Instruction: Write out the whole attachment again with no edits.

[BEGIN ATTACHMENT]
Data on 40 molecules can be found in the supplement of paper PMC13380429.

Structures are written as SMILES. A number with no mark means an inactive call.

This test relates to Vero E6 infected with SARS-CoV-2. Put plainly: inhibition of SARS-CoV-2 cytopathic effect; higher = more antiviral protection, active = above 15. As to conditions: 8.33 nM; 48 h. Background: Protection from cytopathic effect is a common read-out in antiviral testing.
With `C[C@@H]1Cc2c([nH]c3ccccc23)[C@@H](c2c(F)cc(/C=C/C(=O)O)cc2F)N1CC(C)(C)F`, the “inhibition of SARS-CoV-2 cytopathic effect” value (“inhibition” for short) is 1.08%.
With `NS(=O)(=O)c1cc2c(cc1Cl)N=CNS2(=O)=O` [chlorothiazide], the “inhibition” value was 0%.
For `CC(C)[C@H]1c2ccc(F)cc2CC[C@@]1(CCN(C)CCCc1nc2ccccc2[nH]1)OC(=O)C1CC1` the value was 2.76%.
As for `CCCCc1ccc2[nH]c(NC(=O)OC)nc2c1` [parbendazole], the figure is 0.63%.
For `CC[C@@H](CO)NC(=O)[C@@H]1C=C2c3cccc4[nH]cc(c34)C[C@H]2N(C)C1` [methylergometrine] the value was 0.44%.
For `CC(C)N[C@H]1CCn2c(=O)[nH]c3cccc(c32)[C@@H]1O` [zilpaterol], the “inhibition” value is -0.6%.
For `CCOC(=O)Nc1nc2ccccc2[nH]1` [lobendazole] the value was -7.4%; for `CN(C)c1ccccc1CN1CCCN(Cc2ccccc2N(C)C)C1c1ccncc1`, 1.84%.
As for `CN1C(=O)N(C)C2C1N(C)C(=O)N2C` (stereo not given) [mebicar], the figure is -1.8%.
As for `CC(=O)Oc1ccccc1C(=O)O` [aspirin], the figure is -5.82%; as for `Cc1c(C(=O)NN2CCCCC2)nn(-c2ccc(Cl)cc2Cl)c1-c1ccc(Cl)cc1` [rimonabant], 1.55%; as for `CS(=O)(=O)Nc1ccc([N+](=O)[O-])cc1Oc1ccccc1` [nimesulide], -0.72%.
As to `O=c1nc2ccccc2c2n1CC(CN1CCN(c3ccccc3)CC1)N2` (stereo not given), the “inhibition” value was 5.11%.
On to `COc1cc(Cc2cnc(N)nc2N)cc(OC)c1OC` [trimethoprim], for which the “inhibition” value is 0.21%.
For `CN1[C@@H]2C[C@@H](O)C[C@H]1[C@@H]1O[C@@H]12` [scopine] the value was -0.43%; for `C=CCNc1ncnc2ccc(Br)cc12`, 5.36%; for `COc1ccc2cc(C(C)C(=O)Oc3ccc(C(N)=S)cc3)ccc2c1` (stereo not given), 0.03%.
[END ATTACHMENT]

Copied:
Data on 40 molecules can be found in the supplement of paper PMC13380429.

Structures are written as SMILES. A number with no mark means an inactive call.

This test relates to Vero E6 infected with SARS-CoV-2. Put plainly: inhibition of SARS-CoV-2 cytopathic effect; higher = more antiviral protection, active = above 15. As to conditions: 8.33 nM; 48 h. Background: Protection from cytopathic effect is a common read-out in antiviral testing.
With `C[C@@H]1Cc2c([nH]c3ccccc23)[C@@H](c2c(F)cc(/C=C/C(=O)O)cc2F)N1CC(C)(C)F`, the “inhibition of SARS-CoV-2 cytopathic effect” value (“inhibition” for short) is 1.08%.
With `NS(=O)(=O)c1cc2c(cc1Cl)N=CNS2(=O)=O` [chlorothiazide], the “inhibition” value was 0%.
For `CC(C)[C@H]1c2ccc(F)cc2CC[C@@]1(CCN(C)CCCc1nc2ccccc2[nH]1)OC(=O)C1CC1` the value was 2.76%.
As for `CCCCc1ccc2[nH]c(NC(=O)OC)nc2c1` [parbendazole], the figure is 0.63%.
For `CC[C@@H](CO)NC(=O)[C@@H]1C=C2c3cccc4[nH]cc(c34)C[C@H]2N(C)C1` [methylergometrine] the value was 0.44%.
For `CC(C)N[C@H]1CCn2c(=O)[nH]c3cccc(c32)[C@@H]1O` [zilpaterol], the “inhibition” value is -0.6%.
For `CCOC(=O)Nc1nc2ccccc2[nH]1` [lobendazole] the value was -7.4%; for `CN(C)c1ccccc1CN1CCCN(Cc2ccccc2N(C)C)C1c1ccncc1`, 1.84%.
As for `CN1C(=O)N(C)C2C1N(C)C(=O)N2C` (stereo not given) [mebicar], the figure is -1.8%.
As for `CC(=O)Oc1ccccc1C(=O)O` [aspirin], the figure is -5.82%; as for `Cc1c(C(=O)NN2CCCCC2)nn(-c2ccc(Cl)cc2Cl)c1-c1ccc(Cl)cc1` [rimonabant], 1.55%; as for `CS(=O)(=O)Nc1ccc([N+](=O)[O-])cc1Oc1ccccc1` [nimesulide], -0.72%.
As to `O=c1nc2ccccc2c2n1CC(CN1CCN(c3ccccc3)CC1)N2` (stereo not given), the “inhibition” value was 5.11%.
On to `COc1cc(Cc2cnc(N)nc2N)cc(OC)c1OC` [trimethoprim], for which the “inhibition” value is 0.21%.
For `CN1[C@@H]2C[C@@H](O)C[C@H]1[C@@H]1O[C@@H]12` [scopine] the value was -0.43%; for `C=CCNc1ncnc2ccc(Br)cc12`, 5.36%; for `COc1ccc2cc(C(C)C(=O)Oc3ccc(C(N)=S)cc3)ccc2c1` (stereo not given), 0.03%.